Ivory Cameo of a Bacchante
 
 
  • Material: Ivory, 9k gold, not marked.
  • Size:  2 5/8"  by just over 2".
  • Date and Origin: Circa 1870, France probably Dieppe.
  • Conditions: Perfect, some scratches on the back, some old glue on the back, more than normal as it was often used to make jewels more secure in frames.
Excellent Quality cameo depicting a Bacchante. They were followers of Bacchus the God of wine (Dionysus is the Greek name). Bunches of grapes and wine leaves in her hair.  She also is holding bunches of grapes with her dress. While bacchantes, as cameo subject, were very popular in the Victorian era, finding one carved in full body is quite rare.  This subject really  jumps out from its base, everything is so realistic, this cameo seems just like a sculpture.  The pictures speak by themselves. Look at them and you'll be amazed by all the details that are perfectly carved. This is surely the fruit of a great master carver that with his ability, his skill and his art was able to make in the ivory a real work of art. This is another masterly carved cameo. A very desirable collectors piece, rare and museum quality cameo.
 
A bit of History:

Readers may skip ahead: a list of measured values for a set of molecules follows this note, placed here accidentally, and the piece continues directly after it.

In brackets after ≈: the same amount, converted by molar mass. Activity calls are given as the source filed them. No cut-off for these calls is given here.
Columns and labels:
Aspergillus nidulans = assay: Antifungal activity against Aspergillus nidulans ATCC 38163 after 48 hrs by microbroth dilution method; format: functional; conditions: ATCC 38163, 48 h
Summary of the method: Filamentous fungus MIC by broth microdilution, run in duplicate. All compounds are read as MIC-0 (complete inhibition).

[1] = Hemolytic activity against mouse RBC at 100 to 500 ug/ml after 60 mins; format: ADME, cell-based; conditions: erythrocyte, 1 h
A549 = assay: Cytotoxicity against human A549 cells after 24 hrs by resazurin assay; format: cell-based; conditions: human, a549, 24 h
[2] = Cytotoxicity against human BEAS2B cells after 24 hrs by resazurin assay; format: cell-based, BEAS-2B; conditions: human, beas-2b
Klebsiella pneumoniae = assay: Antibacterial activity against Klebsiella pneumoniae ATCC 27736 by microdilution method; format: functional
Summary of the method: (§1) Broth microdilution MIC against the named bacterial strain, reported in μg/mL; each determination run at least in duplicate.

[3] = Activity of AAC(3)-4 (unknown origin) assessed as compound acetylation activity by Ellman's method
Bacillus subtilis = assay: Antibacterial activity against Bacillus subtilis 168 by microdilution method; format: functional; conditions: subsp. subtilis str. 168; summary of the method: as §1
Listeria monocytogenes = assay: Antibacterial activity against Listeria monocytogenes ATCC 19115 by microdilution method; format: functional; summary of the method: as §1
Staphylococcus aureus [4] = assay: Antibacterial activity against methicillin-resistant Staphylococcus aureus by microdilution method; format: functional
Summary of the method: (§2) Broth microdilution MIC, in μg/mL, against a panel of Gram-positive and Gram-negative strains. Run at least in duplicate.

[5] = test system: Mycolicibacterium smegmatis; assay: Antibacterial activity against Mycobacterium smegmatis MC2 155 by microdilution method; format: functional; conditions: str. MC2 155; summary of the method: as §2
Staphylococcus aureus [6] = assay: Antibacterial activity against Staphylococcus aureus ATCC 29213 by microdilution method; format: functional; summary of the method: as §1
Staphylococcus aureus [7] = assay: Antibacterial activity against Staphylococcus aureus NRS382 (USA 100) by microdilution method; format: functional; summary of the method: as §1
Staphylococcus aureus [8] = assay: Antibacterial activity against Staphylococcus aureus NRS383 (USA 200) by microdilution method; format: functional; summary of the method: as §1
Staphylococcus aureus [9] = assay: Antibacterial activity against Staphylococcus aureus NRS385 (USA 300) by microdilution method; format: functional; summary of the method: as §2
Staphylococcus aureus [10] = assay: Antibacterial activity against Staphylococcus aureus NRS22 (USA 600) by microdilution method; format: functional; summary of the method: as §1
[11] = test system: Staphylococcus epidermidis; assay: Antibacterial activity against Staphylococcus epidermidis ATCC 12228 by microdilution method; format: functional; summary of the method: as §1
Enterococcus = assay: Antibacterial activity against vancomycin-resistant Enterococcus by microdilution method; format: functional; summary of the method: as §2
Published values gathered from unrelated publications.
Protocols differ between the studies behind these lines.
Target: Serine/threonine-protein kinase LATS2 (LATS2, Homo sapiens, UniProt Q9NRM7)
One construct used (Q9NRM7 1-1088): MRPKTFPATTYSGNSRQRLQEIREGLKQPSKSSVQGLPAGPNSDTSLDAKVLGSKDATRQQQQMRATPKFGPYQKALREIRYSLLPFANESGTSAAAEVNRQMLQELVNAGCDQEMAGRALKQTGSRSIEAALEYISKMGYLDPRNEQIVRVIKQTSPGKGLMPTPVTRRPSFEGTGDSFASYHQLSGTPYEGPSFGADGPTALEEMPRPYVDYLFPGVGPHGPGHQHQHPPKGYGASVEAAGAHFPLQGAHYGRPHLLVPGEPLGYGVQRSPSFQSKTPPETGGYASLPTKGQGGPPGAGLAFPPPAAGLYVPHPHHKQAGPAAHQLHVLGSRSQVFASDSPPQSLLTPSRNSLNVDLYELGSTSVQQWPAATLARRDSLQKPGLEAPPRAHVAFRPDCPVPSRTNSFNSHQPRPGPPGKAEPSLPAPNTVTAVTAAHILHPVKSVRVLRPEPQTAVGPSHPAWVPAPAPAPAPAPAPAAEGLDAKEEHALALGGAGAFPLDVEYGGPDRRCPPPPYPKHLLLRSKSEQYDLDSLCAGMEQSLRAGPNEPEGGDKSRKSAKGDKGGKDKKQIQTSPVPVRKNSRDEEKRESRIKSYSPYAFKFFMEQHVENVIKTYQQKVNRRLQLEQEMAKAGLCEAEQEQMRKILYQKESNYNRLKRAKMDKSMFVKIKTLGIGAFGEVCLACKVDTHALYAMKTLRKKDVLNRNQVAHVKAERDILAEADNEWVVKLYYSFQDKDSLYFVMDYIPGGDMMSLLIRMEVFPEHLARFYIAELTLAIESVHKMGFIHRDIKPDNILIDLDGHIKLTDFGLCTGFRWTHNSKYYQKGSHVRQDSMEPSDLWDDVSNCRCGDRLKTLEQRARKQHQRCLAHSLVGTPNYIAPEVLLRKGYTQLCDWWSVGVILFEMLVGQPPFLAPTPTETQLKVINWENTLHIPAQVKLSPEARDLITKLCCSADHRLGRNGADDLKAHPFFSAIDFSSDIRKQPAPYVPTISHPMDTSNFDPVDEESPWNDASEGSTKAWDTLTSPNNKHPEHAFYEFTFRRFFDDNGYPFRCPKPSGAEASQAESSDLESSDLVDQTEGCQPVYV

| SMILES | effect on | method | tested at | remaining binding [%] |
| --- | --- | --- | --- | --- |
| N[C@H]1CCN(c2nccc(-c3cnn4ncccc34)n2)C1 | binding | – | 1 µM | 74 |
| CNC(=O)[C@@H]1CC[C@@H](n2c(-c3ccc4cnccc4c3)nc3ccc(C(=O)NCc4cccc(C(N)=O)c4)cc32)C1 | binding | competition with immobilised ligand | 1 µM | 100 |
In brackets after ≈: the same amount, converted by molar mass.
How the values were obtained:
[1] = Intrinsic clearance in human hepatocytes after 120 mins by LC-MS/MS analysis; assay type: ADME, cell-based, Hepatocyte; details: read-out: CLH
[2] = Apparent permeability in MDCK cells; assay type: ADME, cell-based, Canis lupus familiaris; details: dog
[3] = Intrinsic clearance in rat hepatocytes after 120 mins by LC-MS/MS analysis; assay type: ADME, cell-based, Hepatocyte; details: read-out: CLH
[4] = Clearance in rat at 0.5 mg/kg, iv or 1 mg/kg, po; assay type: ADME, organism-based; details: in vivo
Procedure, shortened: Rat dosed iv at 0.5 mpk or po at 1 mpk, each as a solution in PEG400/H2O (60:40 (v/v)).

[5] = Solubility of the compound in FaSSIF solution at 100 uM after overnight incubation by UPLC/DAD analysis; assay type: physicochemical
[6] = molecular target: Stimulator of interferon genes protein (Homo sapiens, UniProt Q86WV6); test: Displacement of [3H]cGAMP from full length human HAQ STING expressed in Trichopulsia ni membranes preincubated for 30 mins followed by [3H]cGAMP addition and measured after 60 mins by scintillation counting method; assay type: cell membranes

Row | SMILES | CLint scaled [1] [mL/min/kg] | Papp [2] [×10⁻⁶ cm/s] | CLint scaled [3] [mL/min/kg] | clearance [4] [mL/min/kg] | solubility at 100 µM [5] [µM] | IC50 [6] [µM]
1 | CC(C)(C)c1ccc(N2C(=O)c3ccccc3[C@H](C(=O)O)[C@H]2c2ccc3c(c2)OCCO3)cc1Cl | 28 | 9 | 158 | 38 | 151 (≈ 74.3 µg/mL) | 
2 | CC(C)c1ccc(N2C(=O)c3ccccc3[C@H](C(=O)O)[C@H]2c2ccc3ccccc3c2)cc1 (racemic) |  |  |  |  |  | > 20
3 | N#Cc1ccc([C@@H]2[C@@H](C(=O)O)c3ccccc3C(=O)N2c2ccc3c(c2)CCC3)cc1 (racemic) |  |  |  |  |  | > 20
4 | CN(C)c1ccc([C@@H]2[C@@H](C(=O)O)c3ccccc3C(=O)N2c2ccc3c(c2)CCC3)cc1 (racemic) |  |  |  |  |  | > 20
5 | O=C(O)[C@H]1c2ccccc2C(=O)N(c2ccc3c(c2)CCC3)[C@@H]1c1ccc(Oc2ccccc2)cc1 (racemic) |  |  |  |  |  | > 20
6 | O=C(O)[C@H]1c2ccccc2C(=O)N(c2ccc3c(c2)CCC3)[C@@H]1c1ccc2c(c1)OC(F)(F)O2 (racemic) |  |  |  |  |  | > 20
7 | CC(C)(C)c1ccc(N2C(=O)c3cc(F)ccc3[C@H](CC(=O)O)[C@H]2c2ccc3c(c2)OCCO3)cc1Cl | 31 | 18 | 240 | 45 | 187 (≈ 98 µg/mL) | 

In Greek mythology, maenads (Bacchantes) were the female followers of Dionysus, the most significant members of the Thiasus, the retinue of Dionysus. The maenads were also known as Bacchae or Bacchantes in Roman mythology, after the penchant of the equivalent Roman god, Bacchus, to wear a fox-skin. Their name literally translates as "raving ones". Often the maenads were portrayed as inspired by him into a state of ecstatic frenzy, through a combination of dancing and drunken intoxication. In this state, they would lose all self-control, begin shouting excitedly, engage in uncontrolled sexual behavior, and ritualistically hunt down and tear animals (and sometimes men and children) to pieces, devouring the raw flesh. During these rites, the maenads would dress in fawn skins and carry a thyrsus, a long stick wrapped in ivy or vine leaves and tipped by a cluster of leaves; they would weave ivy-wreaths and fruiting vines around their heads, and often handle or wear snakes.